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Why IoC is different to a Service Factory

I know a lot of people still don't get this and that isn't surprising, it does take a while, but IoC is more than just an object factory... It's advanced dependency injection.

The problem is testability and tight coupling. At a high level, the most common pattern goes something like this

public class Clubs
{
    private ISpades _spades;

    public Clubs()
    {
        _spades = new Spades;
    }
....

Now Clubs has a direct dependency on Spades making it difficult to mock Spades when testing Clubs.

It's easy to get around this, we could just have the Clubs constructor specify the Spades dependency.

public Clubs(ISpades spades)
{
    _spades = spades;
}

Problem solved. Well maybe, but the reality is that Spades depends on Hearts so we'd have to pass that dependency like so...

public Spades(IHearts hearts)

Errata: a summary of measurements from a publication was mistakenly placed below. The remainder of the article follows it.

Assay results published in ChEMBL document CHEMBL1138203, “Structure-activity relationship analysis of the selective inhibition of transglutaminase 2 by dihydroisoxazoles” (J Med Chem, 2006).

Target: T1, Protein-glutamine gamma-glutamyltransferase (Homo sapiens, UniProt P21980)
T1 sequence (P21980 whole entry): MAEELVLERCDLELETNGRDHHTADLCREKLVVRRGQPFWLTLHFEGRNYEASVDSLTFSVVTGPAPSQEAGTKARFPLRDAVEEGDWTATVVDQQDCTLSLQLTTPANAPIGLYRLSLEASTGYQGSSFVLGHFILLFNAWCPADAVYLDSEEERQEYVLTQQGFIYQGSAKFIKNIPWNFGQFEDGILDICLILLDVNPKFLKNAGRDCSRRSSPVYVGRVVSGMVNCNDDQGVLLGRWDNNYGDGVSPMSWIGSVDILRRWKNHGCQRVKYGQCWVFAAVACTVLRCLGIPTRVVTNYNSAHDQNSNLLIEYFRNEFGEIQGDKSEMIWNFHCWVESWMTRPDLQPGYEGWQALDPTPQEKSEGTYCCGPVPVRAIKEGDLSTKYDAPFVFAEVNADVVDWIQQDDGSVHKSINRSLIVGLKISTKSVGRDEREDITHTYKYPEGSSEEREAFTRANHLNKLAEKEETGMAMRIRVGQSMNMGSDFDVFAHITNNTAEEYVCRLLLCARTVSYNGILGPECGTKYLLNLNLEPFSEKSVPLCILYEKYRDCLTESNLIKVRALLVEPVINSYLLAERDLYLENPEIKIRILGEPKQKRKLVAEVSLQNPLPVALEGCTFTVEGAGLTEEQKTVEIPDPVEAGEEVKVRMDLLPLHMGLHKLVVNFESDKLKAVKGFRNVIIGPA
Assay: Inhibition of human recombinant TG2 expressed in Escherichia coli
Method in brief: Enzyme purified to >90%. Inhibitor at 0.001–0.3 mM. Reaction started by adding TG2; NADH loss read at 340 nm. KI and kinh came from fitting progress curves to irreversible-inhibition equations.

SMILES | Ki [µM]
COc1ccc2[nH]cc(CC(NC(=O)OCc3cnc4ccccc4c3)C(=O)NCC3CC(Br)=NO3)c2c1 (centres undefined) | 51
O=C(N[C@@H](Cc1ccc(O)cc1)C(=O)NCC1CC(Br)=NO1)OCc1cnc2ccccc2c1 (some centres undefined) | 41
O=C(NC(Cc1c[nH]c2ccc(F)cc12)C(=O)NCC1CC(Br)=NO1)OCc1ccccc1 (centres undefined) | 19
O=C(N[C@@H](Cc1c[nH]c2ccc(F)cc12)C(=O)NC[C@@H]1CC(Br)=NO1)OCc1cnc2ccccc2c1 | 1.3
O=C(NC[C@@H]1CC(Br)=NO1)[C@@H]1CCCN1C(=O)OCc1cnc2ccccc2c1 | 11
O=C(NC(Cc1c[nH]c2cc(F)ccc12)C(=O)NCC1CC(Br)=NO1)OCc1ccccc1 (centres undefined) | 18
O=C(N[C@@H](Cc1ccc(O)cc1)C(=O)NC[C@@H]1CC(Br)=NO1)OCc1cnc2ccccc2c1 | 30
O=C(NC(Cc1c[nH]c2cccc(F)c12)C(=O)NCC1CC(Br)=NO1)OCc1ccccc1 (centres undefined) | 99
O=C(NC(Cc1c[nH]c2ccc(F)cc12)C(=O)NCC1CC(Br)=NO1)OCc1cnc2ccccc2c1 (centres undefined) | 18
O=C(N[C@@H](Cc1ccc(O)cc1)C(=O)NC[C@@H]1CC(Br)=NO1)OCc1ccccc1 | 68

{
    _hearts = hearts;
}

But, continuing the example logically, you'd need to pass hearts into Spades when you construct Clubs! Where does it all end?

Typically at the top of your stack with a class solely responsible for wiring all these dependencies together in the appropriate order that is entirely untestable and, well... yuk!

Make sense?

Some of the freely available IoC containers (such as Castle Windsor) solve all this in a very elegant way.

I've already written about this so why not head off and read our old series on IoC: The Awesome Power of IoC

Tags: ASP.NET

 
Josh Post By Josh Twist
1:26 PM
30 Apr 2007

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